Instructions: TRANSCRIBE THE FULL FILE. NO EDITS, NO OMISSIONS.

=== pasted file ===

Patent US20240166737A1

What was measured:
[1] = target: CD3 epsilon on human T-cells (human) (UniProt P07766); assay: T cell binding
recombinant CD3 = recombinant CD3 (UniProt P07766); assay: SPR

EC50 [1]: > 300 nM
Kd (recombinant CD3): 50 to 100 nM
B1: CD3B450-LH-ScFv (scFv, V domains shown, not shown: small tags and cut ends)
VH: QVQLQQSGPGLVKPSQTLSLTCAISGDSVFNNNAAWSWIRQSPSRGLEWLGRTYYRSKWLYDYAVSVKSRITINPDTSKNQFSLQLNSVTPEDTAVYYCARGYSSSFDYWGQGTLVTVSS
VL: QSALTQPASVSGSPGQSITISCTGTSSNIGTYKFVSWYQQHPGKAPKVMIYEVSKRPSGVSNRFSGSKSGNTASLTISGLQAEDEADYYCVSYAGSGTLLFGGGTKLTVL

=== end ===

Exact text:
Patent US20240166737A1

What was measured:
[1] = target: CD3 epsilon on human T-cells (human) (UniProt P07766); assay: T cell binding
recombinant CD3 = recombinant CD3 (UniProt P07766); assay: SPR

EC50 [1]: > 300 nM
Kd (recombinant CD3): 50 to 100 nM
B1: CD3B450-LH-ScFv (scFv, V domains shown, not shown: small tags and cut ends)
VH: QVQLQQSGPGLVKPSQTLSLTCAISGDSVFNNNAAWSWIRQSPSRGLEWLGRTYYRSKWLYDYAVSVKSRITINPDTSKNQFSLQLNSVTPEDTAVYYCARGYSSSFDYWGQGTLVTVSS
VL: QSALTQPASVSGSPGQSITISCTGTSSNIGTYKFVSWYQQHPGKAPKVMIYEVSKRPSGVSNRFSGSKSGNTASLTISGLQAEDEADYYCVSYAGSGTLLFGGGTKLTVL